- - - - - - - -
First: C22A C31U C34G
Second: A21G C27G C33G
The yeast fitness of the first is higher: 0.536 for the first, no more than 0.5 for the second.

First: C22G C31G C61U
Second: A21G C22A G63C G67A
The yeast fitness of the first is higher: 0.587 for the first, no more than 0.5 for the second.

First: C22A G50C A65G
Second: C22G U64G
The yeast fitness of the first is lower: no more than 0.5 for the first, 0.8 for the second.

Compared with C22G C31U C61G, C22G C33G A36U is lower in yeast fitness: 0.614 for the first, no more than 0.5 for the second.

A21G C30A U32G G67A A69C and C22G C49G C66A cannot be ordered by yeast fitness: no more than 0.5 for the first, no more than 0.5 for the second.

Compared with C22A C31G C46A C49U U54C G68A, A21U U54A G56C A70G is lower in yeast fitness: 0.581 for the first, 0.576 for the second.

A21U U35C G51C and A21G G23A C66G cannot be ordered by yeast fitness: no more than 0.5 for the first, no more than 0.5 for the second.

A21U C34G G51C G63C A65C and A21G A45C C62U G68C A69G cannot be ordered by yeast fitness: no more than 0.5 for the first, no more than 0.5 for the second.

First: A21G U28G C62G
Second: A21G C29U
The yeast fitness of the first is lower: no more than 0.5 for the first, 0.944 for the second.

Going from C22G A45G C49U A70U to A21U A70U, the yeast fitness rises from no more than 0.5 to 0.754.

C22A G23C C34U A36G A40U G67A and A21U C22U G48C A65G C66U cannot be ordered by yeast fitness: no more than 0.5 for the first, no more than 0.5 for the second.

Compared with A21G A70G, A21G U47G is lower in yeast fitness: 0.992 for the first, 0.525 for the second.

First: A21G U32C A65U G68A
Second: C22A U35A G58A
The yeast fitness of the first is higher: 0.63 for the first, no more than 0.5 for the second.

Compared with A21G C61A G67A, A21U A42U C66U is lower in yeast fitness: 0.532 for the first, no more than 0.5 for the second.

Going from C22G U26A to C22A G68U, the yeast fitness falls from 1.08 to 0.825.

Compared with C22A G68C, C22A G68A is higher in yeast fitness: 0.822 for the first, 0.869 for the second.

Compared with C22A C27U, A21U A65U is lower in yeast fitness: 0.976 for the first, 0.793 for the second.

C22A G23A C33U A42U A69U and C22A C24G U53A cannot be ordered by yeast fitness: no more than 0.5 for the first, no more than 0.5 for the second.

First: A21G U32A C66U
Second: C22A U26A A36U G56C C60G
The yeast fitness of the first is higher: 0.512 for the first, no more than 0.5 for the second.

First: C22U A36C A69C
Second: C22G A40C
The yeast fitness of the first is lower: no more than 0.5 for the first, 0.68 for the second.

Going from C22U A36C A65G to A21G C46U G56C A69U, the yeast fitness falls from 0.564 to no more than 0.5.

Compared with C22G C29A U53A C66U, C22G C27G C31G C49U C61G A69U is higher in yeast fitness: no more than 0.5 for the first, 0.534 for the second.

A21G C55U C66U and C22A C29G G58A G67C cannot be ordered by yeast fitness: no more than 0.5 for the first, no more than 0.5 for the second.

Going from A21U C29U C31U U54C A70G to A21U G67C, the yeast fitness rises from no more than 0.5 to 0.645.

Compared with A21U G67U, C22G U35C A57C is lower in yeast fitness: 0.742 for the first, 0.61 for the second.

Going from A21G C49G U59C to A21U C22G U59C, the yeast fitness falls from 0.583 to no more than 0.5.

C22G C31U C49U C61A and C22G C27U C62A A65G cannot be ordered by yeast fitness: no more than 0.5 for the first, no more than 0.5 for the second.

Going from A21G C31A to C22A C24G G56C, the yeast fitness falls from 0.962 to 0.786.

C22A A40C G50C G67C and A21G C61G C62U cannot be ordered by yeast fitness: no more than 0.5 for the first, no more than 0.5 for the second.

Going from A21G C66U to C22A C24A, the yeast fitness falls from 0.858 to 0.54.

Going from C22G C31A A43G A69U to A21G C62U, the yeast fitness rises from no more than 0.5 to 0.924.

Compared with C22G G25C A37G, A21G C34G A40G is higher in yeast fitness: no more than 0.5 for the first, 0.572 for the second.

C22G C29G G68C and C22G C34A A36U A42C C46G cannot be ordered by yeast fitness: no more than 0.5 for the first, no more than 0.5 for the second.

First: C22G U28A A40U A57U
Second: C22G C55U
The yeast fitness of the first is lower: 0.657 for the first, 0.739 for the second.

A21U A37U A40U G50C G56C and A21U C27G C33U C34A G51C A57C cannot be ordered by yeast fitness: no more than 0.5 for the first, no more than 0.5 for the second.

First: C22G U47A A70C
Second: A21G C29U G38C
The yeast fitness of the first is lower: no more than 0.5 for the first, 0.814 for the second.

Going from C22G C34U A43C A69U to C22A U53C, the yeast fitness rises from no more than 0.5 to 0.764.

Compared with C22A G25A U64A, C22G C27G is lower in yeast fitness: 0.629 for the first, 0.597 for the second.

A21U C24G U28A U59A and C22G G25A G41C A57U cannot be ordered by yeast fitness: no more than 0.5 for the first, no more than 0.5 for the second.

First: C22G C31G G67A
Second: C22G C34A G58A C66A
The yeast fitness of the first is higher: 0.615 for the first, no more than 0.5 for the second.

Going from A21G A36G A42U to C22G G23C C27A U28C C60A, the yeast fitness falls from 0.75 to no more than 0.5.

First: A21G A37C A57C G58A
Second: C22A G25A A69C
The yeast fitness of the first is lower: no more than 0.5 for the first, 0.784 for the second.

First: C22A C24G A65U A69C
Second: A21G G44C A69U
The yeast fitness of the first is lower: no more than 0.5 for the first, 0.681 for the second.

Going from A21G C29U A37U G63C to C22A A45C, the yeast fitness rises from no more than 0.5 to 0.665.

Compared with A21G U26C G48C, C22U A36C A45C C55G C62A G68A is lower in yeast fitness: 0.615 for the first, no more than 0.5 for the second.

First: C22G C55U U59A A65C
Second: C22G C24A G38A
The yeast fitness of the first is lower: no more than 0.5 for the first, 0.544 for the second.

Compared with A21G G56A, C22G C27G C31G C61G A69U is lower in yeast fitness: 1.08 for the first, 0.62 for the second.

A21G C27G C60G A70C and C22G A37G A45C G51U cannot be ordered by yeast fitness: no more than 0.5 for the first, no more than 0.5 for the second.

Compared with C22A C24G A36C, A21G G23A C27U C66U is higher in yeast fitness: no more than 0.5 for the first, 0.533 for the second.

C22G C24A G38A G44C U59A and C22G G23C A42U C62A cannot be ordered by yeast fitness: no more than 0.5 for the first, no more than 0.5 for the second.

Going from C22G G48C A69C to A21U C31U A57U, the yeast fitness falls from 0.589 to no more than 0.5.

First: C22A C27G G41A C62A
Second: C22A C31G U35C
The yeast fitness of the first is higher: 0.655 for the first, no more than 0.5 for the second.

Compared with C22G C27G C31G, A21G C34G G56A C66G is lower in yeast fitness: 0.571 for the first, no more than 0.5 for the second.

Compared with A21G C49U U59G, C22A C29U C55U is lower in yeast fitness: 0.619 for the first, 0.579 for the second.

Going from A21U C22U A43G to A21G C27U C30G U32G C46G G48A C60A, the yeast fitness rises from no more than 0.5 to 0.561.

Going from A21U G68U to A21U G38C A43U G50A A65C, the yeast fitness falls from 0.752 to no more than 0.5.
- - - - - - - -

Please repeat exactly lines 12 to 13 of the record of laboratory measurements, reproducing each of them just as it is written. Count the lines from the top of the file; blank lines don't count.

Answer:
Compared with C22A C31G C46A C49U U54C G68A, A21U U54A G56C A70G is lower in yeast fitness: 0.581 for the first, 0.576 for the second.

A21U U35C G51C and A21G G23A C66G cannot be ordered by yeast fitness: no more than 0.5 for the first, no more than 0.5 for the second.